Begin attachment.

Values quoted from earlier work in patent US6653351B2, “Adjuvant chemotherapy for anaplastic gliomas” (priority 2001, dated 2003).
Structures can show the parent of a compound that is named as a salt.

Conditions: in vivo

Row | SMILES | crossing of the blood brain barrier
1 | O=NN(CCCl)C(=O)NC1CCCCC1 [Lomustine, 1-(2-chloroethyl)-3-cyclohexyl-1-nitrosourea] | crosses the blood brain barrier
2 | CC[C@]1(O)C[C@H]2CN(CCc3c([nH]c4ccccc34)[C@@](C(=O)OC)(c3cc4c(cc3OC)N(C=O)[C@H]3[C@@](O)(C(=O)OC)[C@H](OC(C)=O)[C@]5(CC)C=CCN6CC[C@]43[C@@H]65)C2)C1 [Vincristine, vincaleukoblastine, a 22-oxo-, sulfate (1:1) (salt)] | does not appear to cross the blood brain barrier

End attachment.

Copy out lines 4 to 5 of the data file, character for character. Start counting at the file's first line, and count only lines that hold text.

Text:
Row | SMILES | crossing of the blood brain barrier
1 | O=NN(CCCl)C(=O)NC1CCCCC1 [Lomustine, 1-(2-chloroethyl)-3-cyclohexyl-1-nitrosourea] | crosses the blood brain barrier